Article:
Plea from farmers: Save our farms
Ontario’s farmers are using a town hall meeting in Stratford today to reach out to the public. The Save our Farms forum will focus on the beleaguered state of Ontario’s farming sector and on what the future of an Ontario without farming could look like down the road if nothing is done.
The past several years have been tough ones for farmers producing beef and pork. The same is true of Ontario’s fruit and vegetable farmers. Many of their businesses, like our manufacturing sector, have been battered by the high Canadian dollar. They’ve also been struggling with rising costs. Now this isn’t unique to farming, but what is, however, is the fact that unlike many other sectors of the economy, farmers aren’t able to pass these higher costs along to their customers.
Prices for fruits and vegetables, for example, are set by the lowest available world market price. If Canadian farmers try to set their prices to ensure they’re making enough money to pay for what it cost them to grow their crops, buyers will quickly turn elsewhere if a better deal is to be had. A look at many Canadian supermarket shelves filled with low priced US pork and beef shows the same thing happening to hog and cattle farmers.
About the only food producers not facing pricing pressure at the grocery store are those farming under supply management. This system, implemented more than three decades ago in poultry and dairy, means that the supply of milk, chicken, eggs and turkey produced by farmers is carefully matched to domestic demand for those products.
Although under consistent fire from the World Trade Organization seeking more open markets, dairy and poultry farmers value this system because it ensures a fair and stable price for both consumers and farmers.
A report commissioned by the federal and provincial governments to look at the future of the tender fruit, apple and fresh grape industries in Ontario offers some answers. The study by Deloitte, released this week, says that farmers have a huge opportunity to meet rising consumer demand at home for locally grown produce.
To do so, the report recommends that Ontario’s fruit farmers need to consolidate more of their operations, work with consumer packaged goods experts to help develop and promote products, and focus more on high-value niche markets.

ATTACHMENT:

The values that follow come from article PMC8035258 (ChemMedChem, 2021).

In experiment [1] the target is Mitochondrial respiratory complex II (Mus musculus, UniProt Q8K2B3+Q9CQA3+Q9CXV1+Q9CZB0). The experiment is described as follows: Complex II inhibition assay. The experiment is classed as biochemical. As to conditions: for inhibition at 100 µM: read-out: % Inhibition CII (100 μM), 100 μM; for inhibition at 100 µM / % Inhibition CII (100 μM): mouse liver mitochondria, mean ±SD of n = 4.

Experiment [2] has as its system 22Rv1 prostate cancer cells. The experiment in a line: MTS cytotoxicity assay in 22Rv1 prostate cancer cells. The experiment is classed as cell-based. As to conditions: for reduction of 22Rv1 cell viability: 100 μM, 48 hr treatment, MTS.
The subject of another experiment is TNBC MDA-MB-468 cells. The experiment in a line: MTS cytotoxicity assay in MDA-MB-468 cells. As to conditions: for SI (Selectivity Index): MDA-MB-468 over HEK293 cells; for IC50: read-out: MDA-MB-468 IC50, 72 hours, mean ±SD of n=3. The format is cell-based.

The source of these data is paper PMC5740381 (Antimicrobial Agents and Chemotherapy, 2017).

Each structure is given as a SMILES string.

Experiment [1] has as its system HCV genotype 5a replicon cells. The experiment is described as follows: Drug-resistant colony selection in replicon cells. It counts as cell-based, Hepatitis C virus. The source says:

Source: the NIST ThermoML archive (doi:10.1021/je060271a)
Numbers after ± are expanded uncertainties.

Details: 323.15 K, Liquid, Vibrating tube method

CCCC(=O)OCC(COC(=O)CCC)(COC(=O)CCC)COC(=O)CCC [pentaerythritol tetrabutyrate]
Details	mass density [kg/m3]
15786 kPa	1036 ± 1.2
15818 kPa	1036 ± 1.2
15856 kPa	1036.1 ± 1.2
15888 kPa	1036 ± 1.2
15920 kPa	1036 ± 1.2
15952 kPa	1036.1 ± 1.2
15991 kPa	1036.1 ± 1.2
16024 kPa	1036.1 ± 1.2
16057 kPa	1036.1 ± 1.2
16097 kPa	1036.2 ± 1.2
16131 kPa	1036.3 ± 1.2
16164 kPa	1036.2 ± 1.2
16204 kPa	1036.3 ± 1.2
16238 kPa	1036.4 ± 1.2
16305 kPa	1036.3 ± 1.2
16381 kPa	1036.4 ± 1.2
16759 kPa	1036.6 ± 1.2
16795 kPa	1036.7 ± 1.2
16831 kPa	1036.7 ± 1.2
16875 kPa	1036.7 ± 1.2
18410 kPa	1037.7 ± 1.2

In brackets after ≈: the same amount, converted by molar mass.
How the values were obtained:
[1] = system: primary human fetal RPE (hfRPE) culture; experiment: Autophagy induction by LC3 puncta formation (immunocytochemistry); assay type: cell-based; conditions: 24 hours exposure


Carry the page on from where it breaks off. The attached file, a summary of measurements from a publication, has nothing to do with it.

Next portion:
Perhaps another answer lies in Canada’s evolving demographics. Instead of changing how we grow or market, there is also the opportunity to change what we grow. Currently, our homegrown offering is quite traditional and reflective of the European roots of both our farmers and many Canadian consumers.
But consider this. A Statistics Canada population report estimates that by 2031, nearly half of the country’s population over the age of 15 will either be foreign-born or have at least one foreign-born parent.
Within the next two decades, the South Asian population will double from 1.3 million in 2006 to between three and four million, and the Chinese population is expected to increase from 2.4 million to three million people. That’s a significant market and we could well have the ability to grow and produce many of the foods traditional to these cultures.
Farmers who are not in the supply managed system – those producing grains and oilseeds, fruits and vegetables, pork, veal, lamb and beef – are calling on the government for long term support infrastructure to save family farms, protect jobs and ensure our food security.
They have the support of other farmers too – as one turkey farmer told me last week, Ontario does well when all, not just some, of its farmers do well.
After all, Ontario’s agri-food sector, which used to be second to only the automotive industry, is now considered by many to be the most important sector of the economy, contributing over 700,000 jobs and $28 billion annually.
I’m not sure what the ultimate answer or solution is, but I do know that it’s important that we work to find one.